Keith Brandel

Keith Brandel

Police officer returns to force after crossbow accident injures hand

A hunting injury nearly ended Keith Brandel’s career. Thanks to Ortho Illinois, emergency hand surgery, and a hard-fought recovery process, he was able to return back to the world of public safety.

Keith, who lives in the northwest Illinois community of Elizabeth, was with a friend in November 2017 hunting deer with a new crossbow. He had just reloaded the crossbow, placed it on the ground, and went to slide it out of the way when it misfired and shot straight through his right hand.

“I didn’t feel anything,” the 48-year-old recalled. “I heard the pop of the crossbow band go off and thought, ‘Oh my God.’”

His friend called 911, and they took off, leaving their gear and supplies in the woods. As a police officer of 24 years, Keith knew it would be easier for emergency responders to find him if he was closer to the road. He also had worked as an emergency medical technician (EMT) for years and knew to wrap his coat and his friend’s belt around his hand to act as an emergency tourniquet.

The walk back to the road was about a quarter of a mile, and by the time Keith sat down again, he started feeling dizzy – his adrenaline was wearing off and he was weak from blood loss. A few minutes later, he was in an ambulance on his way to FHN Memorial Hospital in Freeport.

Keith was in critical condition. His veins had started to collapse because of the blood loss, and his blood pressure had dropped to 60/40 mmHg (normal is 120/80). It was a gloomy day, so a helicopter flight transfer was a no-go. He was transferred by ambulance to SwedishAmerican Hospital, where he was treated by Ortho Illinois physicians Dr. Scott Ferry and Dr. Brian Foster.

Dr. Ferry was on call and met Keith in the emergency room. Dr. Foster, who specializes in surgery for the hand, wrist and elbow, was brought in for assistance.

“When Dr. Ferry told me that (Keith) did not have good blood flow through his thumb, I knew the injury was severe,” Dr. Foster said. “His injury is what you could call a game-changer.”

Keith is right-hand dominant, so the use of his thumb was critical to his job as a police officer. Dr. Foster recalled thinking,

“My impression was that we had to repair everything that was damaged, but that restoring blood flow would be paramount because he would lose his thumb and hand function if blood flow was not restored quickly.”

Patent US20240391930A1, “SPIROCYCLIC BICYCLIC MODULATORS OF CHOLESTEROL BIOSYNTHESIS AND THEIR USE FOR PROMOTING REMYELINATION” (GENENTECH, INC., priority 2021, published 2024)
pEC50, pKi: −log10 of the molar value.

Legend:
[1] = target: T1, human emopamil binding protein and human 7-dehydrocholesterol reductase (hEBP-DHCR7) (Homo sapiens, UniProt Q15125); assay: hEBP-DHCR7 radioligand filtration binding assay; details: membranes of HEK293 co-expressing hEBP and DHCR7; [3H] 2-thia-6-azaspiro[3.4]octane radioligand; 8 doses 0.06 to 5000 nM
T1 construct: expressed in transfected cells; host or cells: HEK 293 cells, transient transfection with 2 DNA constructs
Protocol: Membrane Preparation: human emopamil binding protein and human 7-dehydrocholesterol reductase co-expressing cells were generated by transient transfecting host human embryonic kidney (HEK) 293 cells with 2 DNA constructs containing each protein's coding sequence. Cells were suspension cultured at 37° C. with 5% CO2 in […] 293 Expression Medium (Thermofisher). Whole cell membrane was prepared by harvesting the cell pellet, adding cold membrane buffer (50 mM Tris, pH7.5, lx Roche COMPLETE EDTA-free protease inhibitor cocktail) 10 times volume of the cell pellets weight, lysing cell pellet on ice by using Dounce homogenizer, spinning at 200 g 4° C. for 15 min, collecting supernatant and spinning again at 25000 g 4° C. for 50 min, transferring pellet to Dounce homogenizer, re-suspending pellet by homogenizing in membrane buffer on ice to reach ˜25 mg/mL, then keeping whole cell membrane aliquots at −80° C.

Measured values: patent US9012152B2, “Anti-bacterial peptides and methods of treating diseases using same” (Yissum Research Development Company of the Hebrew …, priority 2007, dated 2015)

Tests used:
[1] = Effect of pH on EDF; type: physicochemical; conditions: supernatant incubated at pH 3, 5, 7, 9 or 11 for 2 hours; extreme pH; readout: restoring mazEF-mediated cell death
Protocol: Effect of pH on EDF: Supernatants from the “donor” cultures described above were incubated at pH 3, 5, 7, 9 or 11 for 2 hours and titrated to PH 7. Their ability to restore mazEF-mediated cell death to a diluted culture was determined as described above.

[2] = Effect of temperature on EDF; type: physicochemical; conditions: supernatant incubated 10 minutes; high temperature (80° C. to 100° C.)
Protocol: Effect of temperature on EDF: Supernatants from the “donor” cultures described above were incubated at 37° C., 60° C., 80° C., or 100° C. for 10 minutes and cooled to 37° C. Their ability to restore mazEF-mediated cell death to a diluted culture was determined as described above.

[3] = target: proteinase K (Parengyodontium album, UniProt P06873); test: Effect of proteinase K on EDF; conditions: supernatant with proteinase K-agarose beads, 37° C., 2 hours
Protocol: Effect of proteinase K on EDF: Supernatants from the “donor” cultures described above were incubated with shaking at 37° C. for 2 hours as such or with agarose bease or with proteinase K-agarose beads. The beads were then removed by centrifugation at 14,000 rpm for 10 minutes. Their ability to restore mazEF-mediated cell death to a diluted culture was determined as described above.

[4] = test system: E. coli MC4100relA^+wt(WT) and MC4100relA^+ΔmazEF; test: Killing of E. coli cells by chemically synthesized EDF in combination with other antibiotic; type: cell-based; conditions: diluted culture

Surgery to repair the injury was a complex process and took nearly eight hours. The doctors fixed his fractured bones to give them a base to reconstruct his index finger and thumb. Then, they repaired his tendons. The crossbow had destroyed a large portion of the arteries to the thumb, so Dr. Foster had to harvest a healthy artery from Keith’s index finger that could rotate over to the thumb to restore blood flow.

“Each finger has two arteries that supply it, and one of the index finger’s arteries was intact, but the other was damaged,” Dr. Foster noted. “As long as you have one good working artery, usually the finger will survive.”

Microsurgery was used to transfer the index finger artery to the thumb, restoring blood flow to the thumb. The surgeons then repaired Keith’s nerves with microsurgery and then closed all of the skin wounds.

Keith spent several days in the hospital to monitor the blood flow in his hand. Dr. Foster told Keith and his wife, Tina, that his hand would never be the same as it was prior to the injury. The goal was to keep the thumb, but there was a chance that he could lose it and lose function of his hand.

“At that point, I was happy I was alive. But I was thinking about what I could do for a career,” Keith said. “It was a slow recovery, but it was just unbelievable how supportive everyone was – from the ER staff to the intensive care staff to Dr. Foster and everyone at Ortho Illinois. I can’t imagine them being any better.”

Recovery was “long, tough and discouraging, particularly because I’m not a patient person,” Keith recalled. Because the injury was so severe, the hand needed to heal for several weeks before he could start physical therapy. After about a month, the pins and bracing were removed and replaced with another cast.

“You don’t realize how much you use your strong hand until you can’t use it,” he said. “Showering and getting dressed were nearly impossible.”

Keith did physical therapy for his hand for three days a week for about three months. The therapy focused initially on massaging the swelling and just manipulating the fingers; then, it progressed to strengthening and regaining normal abilities.

He credited Tina for helping push him on his bad days and keeping him focused, so much so that he was able to return to full duty as a police officer in May 2018.

“I can’t completely describe how amazing Keith did with his therapy, recovery and healing,” Dr. Foster said. “He was diligent, motivated and outperformed expectations that I had. He returned to function earlier than I had imagined, and I was very impressed (but not surprised!) with his commitment.”

Keith has since retired the crossbow, but he does have a souvenir from the accident. The landowner where Keith and his friend were hunting that November day kept the arrow and returned it to him.